However, I recently watched a programme that usually has subtitles when broadcast live, but the download had none.

Can you imagine the negative impact on a viewer who is hard of hearing or who relies on those subtitles? If the production team took the time to understand their consumer in more depth and provided optional subtitles, they’d be creating a positive impact. It may have been an oversight, but by paying attention to the needs of their audience (listening), they would be better placed to meet their customer needs.

What might you be missing in your interactions with clients? Walk yourself through your customer journey and notice the gaps. What could you adjust for the better?

-4- It supports you to deliver high-impact work (see last week’s blog for more detail on this). Although you work alongside colleagues, you are ultimately working for the good of your clients. You might hear from your colleagues throughout the day, but how often do you hear from your clients? When you hear less, you get less. 

You need to have razor-sharp listening skills to gain insight into their perspectives, create synergy and understand their needs. If you are not actively listening, it’s a great disservice that prevents you from providing the best support, the best service or the best product.

And, from your point of view, if you aren’t listening and you’re delivering a service that your client considers out of alignment with what they need, you are creating a negative impact. To achieve the outcome and the high impact that you want, you must actively listen and deliver accordingly.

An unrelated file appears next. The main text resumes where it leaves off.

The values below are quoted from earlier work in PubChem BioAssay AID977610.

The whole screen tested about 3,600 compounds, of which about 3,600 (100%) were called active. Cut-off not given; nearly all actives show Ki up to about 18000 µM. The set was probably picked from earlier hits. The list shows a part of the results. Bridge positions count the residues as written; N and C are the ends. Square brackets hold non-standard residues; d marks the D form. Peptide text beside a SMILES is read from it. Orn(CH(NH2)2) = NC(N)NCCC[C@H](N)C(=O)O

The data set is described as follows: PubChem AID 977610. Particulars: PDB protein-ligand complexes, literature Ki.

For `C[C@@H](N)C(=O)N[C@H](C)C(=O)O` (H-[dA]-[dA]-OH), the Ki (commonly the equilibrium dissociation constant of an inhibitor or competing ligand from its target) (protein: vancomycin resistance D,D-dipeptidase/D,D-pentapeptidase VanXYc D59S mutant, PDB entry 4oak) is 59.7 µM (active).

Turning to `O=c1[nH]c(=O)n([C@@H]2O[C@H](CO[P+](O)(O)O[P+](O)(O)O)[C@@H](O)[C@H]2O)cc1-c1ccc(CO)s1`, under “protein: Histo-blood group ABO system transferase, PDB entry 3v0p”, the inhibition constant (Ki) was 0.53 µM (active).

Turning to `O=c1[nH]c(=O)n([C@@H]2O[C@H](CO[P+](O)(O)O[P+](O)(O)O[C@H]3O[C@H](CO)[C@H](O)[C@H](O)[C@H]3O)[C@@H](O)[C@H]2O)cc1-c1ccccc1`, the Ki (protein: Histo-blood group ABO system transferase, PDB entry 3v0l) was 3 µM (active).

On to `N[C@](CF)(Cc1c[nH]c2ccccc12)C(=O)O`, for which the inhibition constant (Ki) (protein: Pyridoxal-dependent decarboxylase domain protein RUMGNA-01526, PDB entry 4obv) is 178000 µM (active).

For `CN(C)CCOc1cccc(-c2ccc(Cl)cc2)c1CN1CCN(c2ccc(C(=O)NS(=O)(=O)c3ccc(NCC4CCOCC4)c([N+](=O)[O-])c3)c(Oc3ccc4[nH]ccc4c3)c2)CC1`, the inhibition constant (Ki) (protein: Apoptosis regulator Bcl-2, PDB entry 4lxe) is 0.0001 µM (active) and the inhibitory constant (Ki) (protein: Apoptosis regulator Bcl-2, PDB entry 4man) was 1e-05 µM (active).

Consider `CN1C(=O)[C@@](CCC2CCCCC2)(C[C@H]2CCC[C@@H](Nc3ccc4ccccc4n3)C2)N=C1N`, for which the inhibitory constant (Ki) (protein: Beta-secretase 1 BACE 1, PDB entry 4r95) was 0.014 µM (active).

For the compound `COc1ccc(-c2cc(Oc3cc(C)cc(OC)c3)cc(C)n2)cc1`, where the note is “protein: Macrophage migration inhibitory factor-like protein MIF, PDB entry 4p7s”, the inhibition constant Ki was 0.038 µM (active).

Here are five ways to become a better listener and elevate your conversations:

-1- Increase your awareness. We frequently refer to “awareness” in our programmes at Elevate Talent because it is an essential foundation for change. Pay attention to what you hear and reflect on it afterwards. How many times have you been in a meeting with a colleague only for both of you to realise that you heard or concluded something entirely different from each other?

Once you identify if there is capacity to fine-tune your skills, you can make the most of the next four suggestions.

-2- Be present and tune out your own inner chatter. Your role as the listener is to receive input, not to instantly give output. When you focus on what the other person is saying, rather than on the thoughts racing around your head, you’ll likely notice those tiny nuances in inflection, a specific word that your client or colleague uses (a great way to build rapport if you use it back later), or pick up on a golden nugget that would otherwise be missed.

-3- Engage and support the conversation that your client or colleague initiates, rather than trying to control or shift to a new topic. There’s a reason why they instigated the original topic. Tune in and get curious.

-4- Choose to fully listen to new viewpoints (especially if they’re unfamiliar to you). Instead of preparing your response in your head or becoming defensive, be willing to explore how the other person arrived at their conclusion. 

-5- Don’t make assumptions about what the person might say next. Be patient and wait to experience the direction they take the conversation in. If you interrupt to clarify a point or finish their sentence, it sounds as though you think you know best; listen.

I hope this blog has shared some valuable insights around the art of listening so that you can expand your knowledge, increase understanding and, ultimately, create a positive impact as you progress your career. I’d love to hear your key takeaways; send us a message!

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References

Source of the Dalai Lama quote